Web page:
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Former CDU Officials in Court for Slush Fund Trial

AFP/DW staff (nda)
August 17, 2004

Ex-Interior Minister Manfred Kanther, Prince Casimir Wittgenstein, a former state treasurer, and Horst Weyrauch, a former financial adviser to Helmut Kohl's CDU, all face charges related to illegal funding of the party.

Ex-CDU Interior Minister Manfred Kanther in court on TuesdayImage: AP

The trial of two former officials of ex-Chancellor Helmut Kohl's Christian Democrats over the illegal funding of the party began on Tuesday at the Wiesbaden state court.

Former German Interior Minister Manfred Kanther, a one-time member of Kohl's cabinet, and Prince Casimir Wittgenstein, the Christian Democrats' Hesse state branch former treasurer, are charged with breach of trust and charges related to the lingering slush-fund scandal surrounding Kohl's time in office. Horst Weyrauch, a former financial adviser to Kohl's CDU, is also accused of aiding and abetting the breach of trust.

Shady transfers of cash

The defendants have been charged with moving nearly €10.6 million ($13.3 million) in funds from the Hesse state branch to secret bank accounts in Switzerland and then via Liechtenstein back to Germany to avoid financial reporting requirements in the 1980s. The money is said to have been used to fund election campaigns between the end of 1982 and January 2000 without the knowledge of the party's executive, Wiesbaden prosecutor's spokesman Klaus Schulte said in an interview.

"They neither harmed the party nor privately enriched themselves, but depriving those responsible within the party of the power to dispose of the money is also considered a crime,'' Schulte said in the opening statement. The offense carries a prison term of up to five years, he said.

Kohl got sleaze ball rolling in 1999

Helmut Kohl stellt sein Buch vor Erinnerungen 1930 - 1982
Helmut KohlImage: AP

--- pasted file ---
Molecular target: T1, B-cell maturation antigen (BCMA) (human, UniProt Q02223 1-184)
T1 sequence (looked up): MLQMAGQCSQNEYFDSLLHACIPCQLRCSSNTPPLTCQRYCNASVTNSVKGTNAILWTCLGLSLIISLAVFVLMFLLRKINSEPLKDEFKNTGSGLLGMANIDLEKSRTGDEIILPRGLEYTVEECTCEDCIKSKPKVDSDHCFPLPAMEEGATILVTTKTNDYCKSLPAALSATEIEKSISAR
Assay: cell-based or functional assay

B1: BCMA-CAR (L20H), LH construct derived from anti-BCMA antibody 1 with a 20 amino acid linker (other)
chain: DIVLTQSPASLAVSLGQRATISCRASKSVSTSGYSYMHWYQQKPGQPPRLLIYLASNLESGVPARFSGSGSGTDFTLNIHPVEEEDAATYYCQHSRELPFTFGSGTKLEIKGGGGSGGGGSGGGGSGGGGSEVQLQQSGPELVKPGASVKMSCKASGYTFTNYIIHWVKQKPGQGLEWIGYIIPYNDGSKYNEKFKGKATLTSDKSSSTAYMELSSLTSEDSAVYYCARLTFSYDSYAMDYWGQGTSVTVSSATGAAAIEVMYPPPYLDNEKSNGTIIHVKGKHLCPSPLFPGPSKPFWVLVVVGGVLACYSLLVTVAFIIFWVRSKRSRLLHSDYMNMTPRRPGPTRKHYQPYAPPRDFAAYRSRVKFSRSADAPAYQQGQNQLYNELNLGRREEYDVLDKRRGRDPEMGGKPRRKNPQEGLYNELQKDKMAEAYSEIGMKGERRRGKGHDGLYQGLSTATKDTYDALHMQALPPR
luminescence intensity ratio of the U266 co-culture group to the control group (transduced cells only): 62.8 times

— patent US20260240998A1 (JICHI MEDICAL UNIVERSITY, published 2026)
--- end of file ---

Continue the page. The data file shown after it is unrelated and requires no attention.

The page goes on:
The scandal really exploded in 1999, when Kohl admitted in December of that year, 12 months after he and his party lost power, that he had accepted around €1 million in cash from unidentified donors. He has refused to name the donors ever since, but has vehemently denied that decisions by his government were bought during his 16 years in power.

The scandal spread when Wolfgang Schäuble took over as CDU party chairman after Kohl quit, only to resign a few weeks later over other cash donations that weren't registered in the party's accounts as required by law.

Administration under investigation

Then, in 2001, the Wiesbaden prosecutor brought charges related to the CDU's funds in the state of Hesse against Kanther, who headed the CDU Hesse branch and was state finance minister between 1987 and 1991. The court's economic panel ruled that the statute of limitations applied as the money had been transferred to Switzerland more than five years earlier, Schulte said.

The Frankfurt Higher Regional Court then overturned that ruling after the prosecutor appealed, arguing that the five-year limitation should only apply from the time the money was brought back to Germany.

The trial is scheduled to last until December, with Hesse's Christian Democratic premier, Roland Koch, among witnesses scheduled to appear.
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